There is a lot of French vocabulary applied to direction – more than is needed, in my opinion. For simplification in class, I will usually just indicate forward or back – à la devant or derriere – to the students.

With our alignment set and our direction understood, we can move! Next stop: momentum!

Technique Spotlight: Body Posture – Alignment

Where am I standing? How should I stand? And in which way am I going?

Alignment in dance is crucial, but it can be extremely confusing. I’ve been struggling with how best to introduce this material in our very short class periods, especially as the French terms used for alignment positions all sound somewhat alike (écarté, éffacé, épaulé…) and the actual difference between the positions can be difficult to grasp when one is first starting out.

As such, I’ve decided it best to break the topic up into three different elements: alignment, which indicates how and where you stand; direction, which indicates the incline of the body in a particular stance, and momentum, which indicates where you place your feet, extend your legs, and move. We’ll start in this post with alignment.

Ballet is a 3-D art. It uses the full space of the stage, and balletic movements are performed in a specific alignment of the body. Most of what we have done in class has been performed facing directly forward towards the mirror (en face). However, that is just one of the alignments that is available to the dancer. Many ballet schools use a series of specific terms to describe the alignment of the body during performance (though the terms differ dependent on the school or technique being taught). Most have eight distinct alignments of the body, practiced in a box or square manner with each point being numbered. The alignments that we will utilize most often in class are as follows:

  • Croisé means “crossed” in French, and can describe both crossed position of the feet (such as P3 and P5) as well as the alignment in which the leg is extended across the body.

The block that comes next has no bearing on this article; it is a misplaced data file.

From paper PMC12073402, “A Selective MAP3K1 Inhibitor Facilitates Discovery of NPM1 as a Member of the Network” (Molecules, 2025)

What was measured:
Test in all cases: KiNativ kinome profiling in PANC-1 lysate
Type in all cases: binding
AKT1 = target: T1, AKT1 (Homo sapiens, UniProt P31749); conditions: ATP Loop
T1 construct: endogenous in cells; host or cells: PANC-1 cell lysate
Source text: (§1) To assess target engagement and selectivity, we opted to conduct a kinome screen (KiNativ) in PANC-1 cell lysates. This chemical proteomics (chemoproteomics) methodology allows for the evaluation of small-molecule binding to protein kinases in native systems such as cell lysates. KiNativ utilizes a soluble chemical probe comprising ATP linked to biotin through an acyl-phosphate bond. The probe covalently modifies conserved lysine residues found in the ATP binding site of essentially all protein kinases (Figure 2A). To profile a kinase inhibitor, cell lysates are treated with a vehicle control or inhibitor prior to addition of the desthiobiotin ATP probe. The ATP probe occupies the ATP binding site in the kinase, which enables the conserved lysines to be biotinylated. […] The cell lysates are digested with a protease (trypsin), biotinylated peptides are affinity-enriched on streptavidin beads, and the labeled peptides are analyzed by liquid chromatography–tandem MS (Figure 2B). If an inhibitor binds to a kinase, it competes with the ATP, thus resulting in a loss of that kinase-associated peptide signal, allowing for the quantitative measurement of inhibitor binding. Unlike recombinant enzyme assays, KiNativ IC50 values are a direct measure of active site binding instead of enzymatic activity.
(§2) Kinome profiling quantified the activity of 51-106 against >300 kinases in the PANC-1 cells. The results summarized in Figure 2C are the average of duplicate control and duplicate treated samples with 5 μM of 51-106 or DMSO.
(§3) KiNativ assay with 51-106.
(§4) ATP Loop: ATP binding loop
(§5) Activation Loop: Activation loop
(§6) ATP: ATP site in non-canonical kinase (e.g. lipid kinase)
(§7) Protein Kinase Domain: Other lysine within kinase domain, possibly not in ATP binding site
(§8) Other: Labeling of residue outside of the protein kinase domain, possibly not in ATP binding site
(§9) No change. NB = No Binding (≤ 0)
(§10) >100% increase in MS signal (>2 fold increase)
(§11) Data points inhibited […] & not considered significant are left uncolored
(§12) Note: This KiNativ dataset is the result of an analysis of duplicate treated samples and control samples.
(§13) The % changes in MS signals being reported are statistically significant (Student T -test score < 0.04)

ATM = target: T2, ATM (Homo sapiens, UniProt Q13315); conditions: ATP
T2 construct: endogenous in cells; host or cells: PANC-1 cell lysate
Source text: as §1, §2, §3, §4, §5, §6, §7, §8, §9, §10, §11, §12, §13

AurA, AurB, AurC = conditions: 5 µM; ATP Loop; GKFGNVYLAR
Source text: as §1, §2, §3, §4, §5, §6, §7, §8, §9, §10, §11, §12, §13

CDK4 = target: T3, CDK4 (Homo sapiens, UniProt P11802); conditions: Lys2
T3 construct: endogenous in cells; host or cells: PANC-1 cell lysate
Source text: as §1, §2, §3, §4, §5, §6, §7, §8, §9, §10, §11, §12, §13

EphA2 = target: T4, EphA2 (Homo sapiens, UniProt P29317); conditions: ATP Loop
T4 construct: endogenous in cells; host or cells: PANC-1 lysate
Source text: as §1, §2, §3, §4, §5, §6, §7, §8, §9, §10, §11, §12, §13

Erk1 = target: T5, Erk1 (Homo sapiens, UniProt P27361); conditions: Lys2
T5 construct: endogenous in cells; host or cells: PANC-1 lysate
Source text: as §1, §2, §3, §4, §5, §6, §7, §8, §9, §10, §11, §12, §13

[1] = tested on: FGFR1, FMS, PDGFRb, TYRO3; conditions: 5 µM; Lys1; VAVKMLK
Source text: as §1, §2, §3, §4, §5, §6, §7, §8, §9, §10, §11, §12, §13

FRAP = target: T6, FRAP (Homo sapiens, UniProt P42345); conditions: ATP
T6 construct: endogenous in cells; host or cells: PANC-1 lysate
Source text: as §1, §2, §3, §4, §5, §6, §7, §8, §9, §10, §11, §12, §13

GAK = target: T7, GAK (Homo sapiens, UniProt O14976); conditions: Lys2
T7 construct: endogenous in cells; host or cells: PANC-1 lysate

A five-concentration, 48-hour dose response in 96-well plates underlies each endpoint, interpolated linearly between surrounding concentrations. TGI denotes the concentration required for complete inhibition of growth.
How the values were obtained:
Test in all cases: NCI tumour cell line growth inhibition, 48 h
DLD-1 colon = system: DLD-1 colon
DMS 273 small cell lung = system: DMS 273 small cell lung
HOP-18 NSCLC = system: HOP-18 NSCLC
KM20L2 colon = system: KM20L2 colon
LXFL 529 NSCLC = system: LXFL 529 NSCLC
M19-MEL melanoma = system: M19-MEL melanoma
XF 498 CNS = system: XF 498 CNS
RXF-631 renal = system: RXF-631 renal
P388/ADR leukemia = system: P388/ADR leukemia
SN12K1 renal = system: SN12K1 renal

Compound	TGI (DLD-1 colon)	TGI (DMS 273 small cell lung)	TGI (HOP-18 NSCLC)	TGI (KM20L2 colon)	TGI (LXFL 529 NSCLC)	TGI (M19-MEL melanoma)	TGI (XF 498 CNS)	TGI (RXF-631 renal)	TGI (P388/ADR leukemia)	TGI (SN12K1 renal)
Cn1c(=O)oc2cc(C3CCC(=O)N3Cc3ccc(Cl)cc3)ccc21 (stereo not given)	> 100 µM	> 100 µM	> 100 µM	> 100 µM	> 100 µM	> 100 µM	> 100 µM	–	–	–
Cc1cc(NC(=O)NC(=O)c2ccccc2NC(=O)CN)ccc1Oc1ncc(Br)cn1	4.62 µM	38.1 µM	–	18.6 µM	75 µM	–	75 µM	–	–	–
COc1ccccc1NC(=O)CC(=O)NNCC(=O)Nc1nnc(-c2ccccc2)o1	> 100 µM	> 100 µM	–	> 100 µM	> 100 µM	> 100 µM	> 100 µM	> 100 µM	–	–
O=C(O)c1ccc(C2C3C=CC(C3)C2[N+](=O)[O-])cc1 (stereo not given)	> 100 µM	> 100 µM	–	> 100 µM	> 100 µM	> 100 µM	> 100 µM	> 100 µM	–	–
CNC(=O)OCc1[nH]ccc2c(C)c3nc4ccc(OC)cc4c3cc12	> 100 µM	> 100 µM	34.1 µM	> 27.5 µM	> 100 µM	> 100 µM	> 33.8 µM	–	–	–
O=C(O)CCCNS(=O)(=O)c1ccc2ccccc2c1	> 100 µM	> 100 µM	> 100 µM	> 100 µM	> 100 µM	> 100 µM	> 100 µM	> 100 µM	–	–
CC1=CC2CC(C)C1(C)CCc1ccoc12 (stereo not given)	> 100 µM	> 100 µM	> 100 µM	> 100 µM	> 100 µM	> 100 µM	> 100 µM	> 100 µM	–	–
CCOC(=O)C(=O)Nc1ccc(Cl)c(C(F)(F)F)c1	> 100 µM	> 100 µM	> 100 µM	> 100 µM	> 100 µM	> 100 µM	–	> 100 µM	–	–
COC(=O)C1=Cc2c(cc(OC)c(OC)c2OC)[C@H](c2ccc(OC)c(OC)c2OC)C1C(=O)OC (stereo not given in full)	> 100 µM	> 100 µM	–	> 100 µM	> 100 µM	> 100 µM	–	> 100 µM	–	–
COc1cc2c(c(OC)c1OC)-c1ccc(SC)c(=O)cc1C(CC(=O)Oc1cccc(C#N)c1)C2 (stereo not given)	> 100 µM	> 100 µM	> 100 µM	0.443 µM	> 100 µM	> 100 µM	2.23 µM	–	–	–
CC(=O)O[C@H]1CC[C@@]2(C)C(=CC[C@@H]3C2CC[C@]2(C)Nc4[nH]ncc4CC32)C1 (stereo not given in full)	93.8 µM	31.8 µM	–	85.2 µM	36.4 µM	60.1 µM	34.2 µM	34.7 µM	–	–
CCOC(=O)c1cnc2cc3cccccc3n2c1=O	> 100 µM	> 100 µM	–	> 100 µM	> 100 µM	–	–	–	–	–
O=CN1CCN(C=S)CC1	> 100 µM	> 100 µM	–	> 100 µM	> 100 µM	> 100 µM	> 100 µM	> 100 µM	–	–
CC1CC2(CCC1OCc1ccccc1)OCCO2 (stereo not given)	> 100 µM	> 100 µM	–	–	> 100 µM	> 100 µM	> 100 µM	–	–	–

• En face means that the dancer is facing completely forward.
  • Écarté is an opening of the body, with the leg extended outward instead of across.
  • Effacé means “shaded,” and indicates that one arm is shading the body while the legs are opened. It’s sometimes described at the opposite of croisé.
  • Épaulé is “shouldered” (such as an epaulette on a military jacket, which covers the shoulders). Épaulement, in which the dancer looks towards or over one shoulder, is a common expressive technique which helps to heighten the emotional quality of the dance. In épaulé positions, the arm extends forward while the dancer faces over one shoulder. I will ask advanced students already familiar with épaulement to use it at the barre or en centre when working the corresponding form, but it will not be necessary for those in Basics or those beginning Intermediate with no previous training.

Many ballet academies will use a square or box marked on the studio floor to help students learn the different alignments, as is shown in this video from the Royal Ballet in the UK. I have seen some classes that use a large square of foam or linoleum in order to show students the different corners to reach with their feet.